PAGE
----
Albatron K8X890 Pro II K8T890 Motherboard Review
In a few days time, VIA will present AMD with its 100 Millionth chipset. Quite a feat for a collaboration that
has already been 10 years in the making. Looking back,
when AMD introduced the Socket A Athlon in 2000, its success
was largely due to VIA's KT133 chipset which made
a fast and stable platform for the new Athlon processor. It was also VIA
that first brought a reliable DDR chipset to AMD.
Yet, VIA's success at producing a K8 chipset for the Athlon64
platform has remained largely muted, even as the honeymoon wears
off on the VIA K8T890. With PCI Express being the new
battleground for AMD-based 64-bit motherboards, I for one hope
that VIA breaks through nVidia's shadow quickly; after all, more manufacturers vying for the
Athlon64 platform should translate into better price for everyone.
we're going to look at an Albatron
K8X890 Pro II motherboard which uses VIA's new K8T890
chipset, so you know what that means - PCI Express videocards! This
Albatron motherboard supports all Socket 939 AMD Athlon 64 or FX processors as well as up
to 4GB of unbuffered non-ECC PC3200 DDR memory (in dual channel). The VIA K8T890 chipset supports
PCI Express, so as you'd expect we see a full PCI Express x16 video
slot on this board as well as a single PCI Express x4 peripheral
||Albatron K8X890 Pro II Motherboard
Driver CD, Users Manual, Motherboard
Information Sticker, WinCinema Pro CD, Two Ultra/133 IDE
cables, Floppy Drive Cable, Serial ATA Cable, Molex to Serial
ATA Power Cable, Rear I/O Shield, mPower VRM, IEEE 1394
The K8X890 Pro II also includes an onboard audio controller, IEEE 1394 and
a Gigabit LAN adaptor built in. If you need to expand further, there are
three regular 32-bit PCI slots as well as the one PCI Express x4
choice of a single PCI Express x4 slot instead of multiple PCIe x1 slots is
interesting, and something we've yet to see on other PCI Express-capable boards
thus far. On one hand, it does offer higher bandwidth by merging the four extra
PCIe x1 lanes that the chipset possesses into a single slot.
On the other hand, even PCIe x1
peripherals are not common yet and when they are, a single slot (the
PCIe x4 slot is fully compatible with PCI Express x1 peripherals) may not seem like
Most VIA and nVidia-based
solutions we've seen incorporate two or three PCIe x1 slots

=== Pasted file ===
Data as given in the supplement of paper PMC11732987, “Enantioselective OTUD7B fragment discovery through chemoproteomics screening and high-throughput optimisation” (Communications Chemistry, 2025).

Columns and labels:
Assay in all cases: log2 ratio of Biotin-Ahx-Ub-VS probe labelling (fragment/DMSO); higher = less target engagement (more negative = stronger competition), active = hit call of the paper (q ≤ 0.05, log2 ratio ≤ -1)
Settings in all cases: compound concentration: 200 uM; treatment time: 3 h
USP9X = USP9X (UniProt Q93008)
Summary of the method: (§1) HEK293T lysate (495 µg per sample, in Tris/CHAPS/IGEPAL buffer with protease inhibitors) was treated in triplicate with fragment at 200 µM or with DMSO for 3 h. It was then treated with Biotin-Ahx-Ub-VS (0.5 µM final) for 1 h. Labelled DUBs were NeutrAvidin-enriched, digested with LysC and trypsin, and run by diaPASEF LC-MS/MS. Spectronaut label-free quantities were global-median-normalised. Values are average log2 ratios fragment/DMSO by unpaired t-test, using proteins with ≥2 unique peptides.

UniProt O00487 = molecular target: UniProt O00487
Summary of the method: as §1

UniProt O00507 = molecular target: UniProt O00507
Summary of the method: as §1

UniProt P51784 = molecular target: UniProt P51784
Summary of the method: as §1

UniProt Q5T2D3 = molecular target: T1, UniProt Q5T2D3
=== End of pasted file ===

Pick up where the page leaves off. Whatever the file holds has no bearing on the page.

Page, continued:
instead. Time will tell whether this is a smart decision by Albatron or
not, but for now, there's still no pressing reason for anyone to have PCIe
Albatron did a decent job with the
layout of the K8X890 Pro II motherboard and most things are easily accessible.
The motherboard was fairly well labelled and users will probably not have to
refer to the users manual when installing the board into a case. The clear CMOS
jumper is in a great location just under the Serial ATA ports. Nothing is worse
than having to clear the CMOS and finding the jumpers under a huge clutter of
The motherboard layout wasn't
perfect however, and we did have our fair share of complaints. First, the floppy
drive connector is in the absolute worst spot possible under the last PCI slot.
We've talked about this before but it seems Albatron hasn't taken notice yet.
As it is, you'll have to wrap the floppy drive cable around
your other peripherals and users of larger/full tower cases might have problems
with their cable being too short.
chipset front, we find the aging VIA VT8237R Southbridge is used. This is
somethingVIA really has to work on,
its new VT8251 Southbridge is way behind due. The VT8237R is a reliable solution, and well proven, but only
supports two Serial ATA channels while the competition supports at least four.
It's direct competition has also moved to the Serial ATA II standard while the VT8237R supports
Serial ATA only.
a bit further with the onboard audio solution on the K8X890 Pro II. Instead
of using a CPU-sapping AC'97 codec, the K8X890 Pro II is equipped
with VIA's ENVY24 PT audio controller. We've tested the ENVY24 PT already a couple of times
in the past and found it to be very good music and gaming! Best of all it doesn't
drain system resources like those really inexpensive audio codecs do.